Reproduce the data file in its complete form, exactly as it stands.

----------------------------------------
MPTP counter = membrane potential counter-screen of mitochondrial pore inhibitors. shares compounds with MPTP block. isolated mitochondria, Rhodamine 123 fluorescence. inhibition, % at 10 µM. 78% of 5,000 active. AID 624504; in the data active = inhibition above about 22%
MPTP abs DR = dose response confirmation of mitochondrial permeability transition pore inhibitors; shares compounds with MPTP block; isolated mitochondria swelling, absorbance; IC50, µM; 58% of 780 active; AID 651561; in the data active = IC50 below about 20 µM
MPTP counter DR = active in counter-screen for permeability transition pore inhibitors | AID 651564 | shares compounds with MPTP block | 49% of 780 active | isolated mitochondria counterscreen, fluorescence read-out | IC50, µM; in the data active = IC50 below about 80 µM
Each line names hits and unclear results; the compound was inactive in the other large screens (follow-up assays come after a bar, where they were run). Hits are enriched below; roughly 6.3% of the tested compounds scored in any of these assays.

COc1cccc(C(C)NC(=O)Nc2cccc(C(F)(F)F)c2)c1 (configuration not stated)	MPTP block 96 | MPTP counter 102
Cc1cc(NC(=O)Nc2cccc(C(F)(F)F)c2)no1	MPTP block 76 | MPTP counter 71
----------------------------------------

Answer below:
MPTP counter = membrane potential counter-screen of mitochondrial pore inhibitors. shares compounds with MPTP block. isolated mitochondria, Rhodamine 123 fluorescence. inhibition, % at 10 µM. 78% of 5,000 active. AID 624504; in the data active = inhibition above about 22%
MPTP abs DR = dose response confirmation of mitochondrial permeability transition pore inhibitors; shares compounds with MPTP block; isolated mitochondria swelling, absorbance; IC50, µM; 58% of 780 active; AID 651561; in the data active = IC50 below about 20 µM
MPTP counter DR = active in counter-screen for permeability transition pore inhibitors | AID 651564 | shares compounds with MPTP block | 49% of 780 active | isolated mitochondria counterscreen, fluorescence read-out | IC50, µM; in the data active = IC50 below about 80 µM
Each line names hits and unclear results; the compound was inactive in the other large screens (follow-up assays come after a bar, where they were run). Hits are enriched below; roughly 6.3% of the tested compounds scored in any of these assays.

COc1cccc(C(C)NC(=O)Nc2cccc(C(F)(F)F)c2)c1 (configuration not stated)	MPTP block 96 | MPTP counter 102
Cc1cc(NC(=O)Nc2cccc(C(F)(F)F)c2)no1	MPTP block 76 | MPTP counter 71